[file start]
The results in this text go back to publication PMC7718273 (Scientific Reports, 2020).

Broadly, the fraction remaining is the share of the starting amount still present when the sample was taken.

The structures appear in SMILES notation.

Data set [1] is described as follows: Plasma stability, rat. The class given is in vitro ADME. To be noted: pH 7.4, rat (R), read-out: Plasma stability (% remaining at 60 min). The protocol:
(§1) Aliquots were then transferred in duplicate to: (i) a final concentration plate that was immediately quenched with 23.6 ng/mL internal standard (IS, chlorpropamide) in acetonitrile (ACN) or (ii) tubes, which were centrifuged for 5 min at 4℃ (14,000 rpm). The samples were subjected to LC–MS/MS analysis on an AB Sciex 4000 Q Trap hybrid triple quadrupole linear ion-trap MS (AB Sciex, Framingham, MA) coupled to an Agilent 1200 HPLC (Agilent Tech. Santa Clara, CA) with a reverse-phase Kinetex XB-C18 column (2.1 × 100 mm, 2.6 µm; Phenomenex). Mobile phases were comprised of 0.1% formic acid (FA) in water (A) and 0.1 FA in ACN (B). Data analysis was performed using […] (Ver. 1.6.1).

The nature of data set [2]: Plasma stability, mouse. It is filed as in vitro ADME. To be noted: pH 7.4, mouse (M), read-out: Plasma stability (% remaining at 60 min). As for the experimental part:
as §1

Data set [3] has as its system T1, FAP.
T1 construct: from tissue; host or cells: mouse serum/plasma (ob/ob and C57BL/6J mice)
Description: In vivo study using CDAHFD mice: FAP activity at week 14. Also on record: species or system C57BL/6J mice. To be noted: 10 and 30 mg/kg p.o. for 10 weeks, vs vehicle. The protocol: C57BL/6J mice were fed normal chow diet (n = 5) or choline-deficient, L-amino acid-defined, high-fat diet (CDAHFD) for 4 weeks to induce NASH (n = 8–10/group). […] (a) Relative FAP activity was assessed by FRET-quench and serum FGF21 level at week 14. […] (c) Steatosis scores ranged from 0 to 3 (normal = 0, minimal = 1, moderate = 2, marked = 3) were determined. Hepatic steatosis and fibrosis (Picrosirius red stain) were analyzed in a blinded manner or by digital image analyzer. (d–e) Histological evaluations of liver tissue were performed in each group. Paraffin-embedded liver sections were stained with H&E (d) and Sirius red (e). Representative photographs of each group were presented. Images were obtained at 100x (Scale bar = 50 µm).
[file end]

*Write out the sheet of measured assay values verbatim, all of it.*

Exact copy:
The results in this text go back to publication PMC7718273 (Scientific Reports, 2020).

Broadly, the fraction remaining is the share of the starting amount still present when the sample was taken.

The structures appear in SMILES notation.

Data set [1] is described as follows: Plasma stability, rat. The class given is in vitro ADME. To be noted: pH 7.4, rat (R), read-out: Plasma stability (% remaining at 60 min). The protocol:
(§1) Aliquots were then transferred in duplicate to: (i) a final concentration plate that was immediately quenched with 23.6 ng/mL internal standard (IS, chlorpropamide) in acetonitrile (ACN) or (ii) tubes, which were centrifuged for 5 min at 4℃ (14,000 rpm). The samples were subjected to LC–MS/MS analysis on an AB Sciex 4000 Q Trap hybrid triple quadrupole linear ion-trap MS (AB Sciex, Framingham, MA) coupled to an Agilent 1200 HPLC (Agilent Tech. Santa Clara, CA) with a reverse-phase Kinetex XB-C18 column (2.1 × 100 mm, 2.6 µm; Phenomenex). Mobile phases were comprised of 0.1% formic acid (FA) in water (A) and 0.1 FA in ACN (B). Data analysis was performed using […] (Ver. 1.6.1).

The nature of data set [2]: Plasma stability, mouse. It is filed as in vitro ADME. To be noted: pH 7.4, mouse (M), read-out: Plasma stability (% remaining at 60 min). As for the experimental part:
as §1

Data set [3] has as its system T1, FAP.
T1 construct: from tissue; host or cells: mouse serum/plasma (ob/ob and C57BL/6J mice)
Description: In vivo study using CDAHFD mice: FAP activity at week 14. Also on record: species or system C57BL/6J mice. To be noted: 10 and 30 mg/kg p.o. for 10 weeks, vs vehicle. The protocol: C57BL/6J mice were fed normal chow diet (n = 5) or choline-deficient, L-amino acid-defined, high-fat diet (CDAHFD) for 4 weeks to induce NASH (n = 8–10/group). […] (a) Relative FAP activity was assessed by FRET-quench and serum FGF21 level at week 14. […] (c) Steatosis scores ranged from 0 to 3 (normal = 0, minimal = 1, moderate = 2, marked = 3) were determined. Hepatic steatosis and fibrosis (Picrosirius red stain) were analyzed in a blinded manner or by digital image analyzer. (d–e) Histological evaluations of liver tissue were performed in each group. Paraffin-embedded liver sections were stained with H&E (d) and Sirius red (e). Representative photographs of each group were presented. Images were obtained at 100x (Scale bar = 50 µm).